The U.S. Supreme Court has moved a step closer to rolling back the Clean Water Act. A divided court said the landmark 1972 law should only apply to wetlands with a close connection to a river, lake or some other major waterway. The court was split three ways. Four justices — led by Antonin Scalia — argued to sharply restrict the definition of wetlands. Four justices argued for upholding the law as is. And in the middle was Justice Anthony Kennedy who argued the law may have been misinterpreted but he upheld federal control over most wetlands. Kennedy argued that Justice Scalia’s opinion was unduly dismissive of the importance of wetlands. Kennedy went on to say Scalia’s view was "inconsistent with the text, structure and purpose" of the Clean Water Act.
The Washington Post is reporting the Bush administration ignored an offer from Iran in 2003 to cooperate on a number of key issues now at the center of the dispute between the two nations. According to the report, Iran offered to fully cooperate on its nuclear program, recognize the state of Israel and terminate support for Palestinian militant groups. Iran sent the offer just weeks after the U.S. invaded Iraq. The Bush administration belittled the offer and formally complained to the Swiss ambassador for sending the proposal along.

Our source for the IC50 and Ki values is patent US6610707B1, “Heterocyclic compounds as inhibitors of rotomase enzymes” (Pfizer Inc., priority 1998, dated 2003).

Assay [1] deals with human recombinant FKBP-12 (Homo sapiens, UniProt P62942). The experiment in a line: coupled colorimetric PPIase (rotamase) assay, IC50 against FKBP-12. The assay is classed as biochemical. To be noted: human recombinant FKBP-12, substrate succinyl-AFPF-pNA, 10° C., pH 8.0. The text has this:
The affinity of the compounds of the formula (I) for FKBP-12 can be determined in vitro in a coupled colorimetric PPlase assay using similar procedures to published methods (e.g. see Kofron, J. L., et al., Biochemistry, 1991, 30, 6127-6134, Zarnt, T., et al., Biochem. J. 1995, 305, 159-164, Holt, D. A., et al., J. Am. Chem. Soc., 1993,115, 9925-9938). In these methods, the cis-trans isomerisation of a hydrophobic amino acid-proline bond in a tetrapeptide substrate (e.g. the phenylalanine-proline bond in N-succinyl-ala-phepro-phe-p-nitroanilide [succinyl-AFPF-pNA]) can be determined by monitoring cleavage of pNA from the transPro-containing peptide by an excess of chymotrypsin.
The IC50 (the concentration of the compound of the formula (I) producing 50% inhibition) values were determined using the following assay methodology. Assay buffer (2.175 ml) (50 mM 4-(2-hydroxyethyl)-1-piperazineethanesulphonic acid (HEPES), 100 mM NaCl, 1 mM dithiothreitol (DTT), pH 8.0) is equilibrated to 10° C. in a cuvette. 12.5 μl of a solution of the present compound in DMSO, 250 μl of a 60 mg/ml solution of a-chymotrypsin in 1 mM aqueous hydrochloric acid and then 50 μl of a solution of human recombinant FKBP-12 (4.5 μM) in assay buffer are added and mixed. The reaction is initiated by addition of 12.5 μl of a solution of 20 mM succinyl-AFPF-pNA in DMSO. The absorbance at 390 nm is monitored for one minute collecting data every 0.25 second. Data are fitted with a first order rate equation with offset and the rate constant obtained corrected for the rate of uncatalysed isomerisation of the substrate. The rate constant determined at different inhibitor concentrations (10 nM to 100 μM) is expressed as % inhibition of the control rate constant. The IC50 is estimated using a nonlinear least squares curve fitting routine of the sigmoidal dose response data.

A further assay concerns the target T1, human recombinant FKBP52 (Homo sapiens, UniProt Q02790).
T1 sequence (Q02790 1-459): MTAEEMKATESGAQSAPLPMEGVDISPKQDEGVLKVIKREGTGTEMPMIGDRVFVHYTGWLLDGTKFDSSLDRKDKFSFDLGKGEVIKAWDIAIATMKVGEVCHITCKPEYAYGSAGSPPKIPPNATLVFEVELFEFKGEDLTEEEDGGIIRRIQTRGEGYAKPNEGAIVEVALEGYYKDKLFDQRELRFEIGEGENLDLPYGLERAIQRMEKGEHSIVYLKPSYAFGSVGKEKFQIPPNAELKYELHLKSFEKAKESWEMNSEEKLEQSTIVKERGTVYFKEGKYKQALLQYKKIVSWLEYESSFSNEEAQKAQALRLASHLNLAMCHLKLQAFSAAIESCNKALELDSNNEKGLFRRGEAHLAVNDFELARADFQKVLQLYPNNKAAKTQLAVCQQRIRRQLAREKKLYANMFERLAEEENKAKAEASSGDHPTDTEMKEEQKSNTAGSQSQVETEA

Meanwhile on Monday — President Bush warned Iran again that it will face tough sanctions if it rejects a new offer from the U.S. and European nations to rejoin nuclear talks.
The United States, Japan, Australia and South Korea are all warning North Korea not to proceed with test-firing a long range ballistic missile.
North Korea responded by lashing out at the Bush administration for moving ahead with plans to build a missile shield. North Korea said the Star Wars like program could fuel a dangerous arms race in space. In other news from the region — 22,000 U.S. troops and 280 aircraft are taking part in staged war games today in the western Pacific.